The question ‘what is MIDI?’ still gets asked by lots of different people who want to get into music production. These days, MIDI is one of the most important ingredients of a home studio setup and has been for the past thirty years since it was introduced.
MIDI stands for Musical Instrument Digital Interface, and the MIDI format is one of the reasons behind the growth of home recording and music production studios. In simple terms, MIDI allows various digital devices to connect and communicate with each other, such as:
- drum machines
- control surfaces
These devices are connected together with MIDI cables, a 5-pin DIN plug as shown here.
In the early 1980s, MIDI was taken on by the recording industry and instrument manufacturers, and it became a system that could be used across all models and makes of devices used in the studio. This allowed the system to work well and consistently across all studios, something engineers and producers have been grateful for ever since.
I must point out something here – it’s important to know that MIDI doesn’t actually contain or transmit any sound of its own. The MIDI format relates to the digital data generated when notes, knobs, and sliders are used to play and control sounds – this MIDI data is recorded into a sequencer.
The data can then be sent to other MIDI-compatible devices that actually produce sound – these can vary from hardware synthesizers all the way to drum programs inside a computer.
The main parameters that MIDI can control are:
- the note played
- the note velocity (how hard the key is played)
- pitch bend
MIDI can also control factors such as:
- reverb and chorus parameters
- envelope settings, such as attack, decay, sustain, release (the ADSR envelope)
- cutoff frequency and filter resonance (often related to the use of synthesizers)
The devices that produce the actual sound are known as ‘sound generators‘. Each device can contain hundreds, even thousands of different instrument and synthesizer sounds, ranging from guitars, drums, and keyboards through to a wide variety of orchestral sounds and beyond. These sounds, known as ‘patches‘, can be also be edited and changed, and then saved inside the sound generator’s memory bank.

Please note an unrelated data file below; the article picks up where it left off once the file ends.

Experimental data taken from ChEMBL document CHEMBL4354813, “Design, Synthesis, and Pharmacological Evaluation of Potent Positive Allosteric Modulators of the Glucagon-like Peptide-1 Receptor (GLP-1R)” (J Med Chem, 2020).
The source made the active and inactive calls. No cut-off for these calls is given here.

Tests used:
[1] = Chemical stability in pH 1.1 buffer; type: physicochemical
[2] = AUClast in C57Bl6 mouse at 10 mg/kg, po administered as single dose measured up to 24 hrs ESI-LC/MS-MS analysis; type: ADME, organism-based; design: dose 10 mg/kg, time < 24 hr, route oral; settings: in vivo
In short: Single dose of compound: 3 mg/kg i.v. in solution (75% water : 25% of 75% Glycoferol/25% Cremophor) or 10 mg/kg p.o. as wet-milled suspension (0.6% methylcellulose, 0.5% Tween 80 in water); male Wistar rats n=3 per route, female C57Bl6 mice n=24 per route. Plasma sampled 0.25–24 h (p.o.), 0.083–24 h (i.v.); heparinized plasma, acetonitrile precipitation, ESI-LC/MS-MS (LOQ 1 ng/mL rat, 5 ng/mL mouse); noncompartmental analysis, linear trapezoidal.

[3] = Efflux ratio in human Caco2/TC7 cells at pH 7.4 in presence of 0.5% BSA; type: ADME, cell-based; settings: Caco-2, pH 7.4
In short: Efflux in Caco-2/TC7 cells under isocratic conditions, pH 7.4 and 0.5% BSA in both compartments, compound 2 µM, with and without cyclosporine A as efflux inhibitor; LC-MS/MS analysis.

Each MIDI cable is able to send 16 separate channels of MIDI data. So, for example, if you’re producing a track that uses 30 different MIDI sounds, you would need 2 MIDI cables to transmit all of the data – 16 MIDI sounds on one cable, the other 14 on another MIDI cable.
This inbuilt limit means that many MIDI cables are usually needed inside one studio. To help control the amount of connections and keep the system as simple as possible, we can use a MIDI interface. One of the most popular is the MIDIsport, from M-Audio.
The MIDIsport comes in various sizes, the biggest being the 4×4. This means that there are 4 channels of MIDI input and 4 channels of MIDI output, resulting in 64 channels of MIDI input and 64 channels of MIDI output being controlled through the one device. Very handy for our studios.
MIDI Machine Control
Known as MMC, this is the name for the digital system that allows separate devices in the studio to be controlled by one master device – usually transport controls like play, stop, fast-forward and rewind, that are sent through MIDI connections in the studio.
Everything from digital audio workstations, control surfaces, and hard disk recorders can be controlled from this one place, whether from a hardware device or from the main studio computer.
The potential range of sounds that MIDI can bring to our home studio is huge. So what is MIDI? It’s simply a system that makes it possible for writers and producers to easily create music from a wide variety of sounds, all within the one studio.
The introduction of MIDI, I think, was one of the most important developments in the world of music production.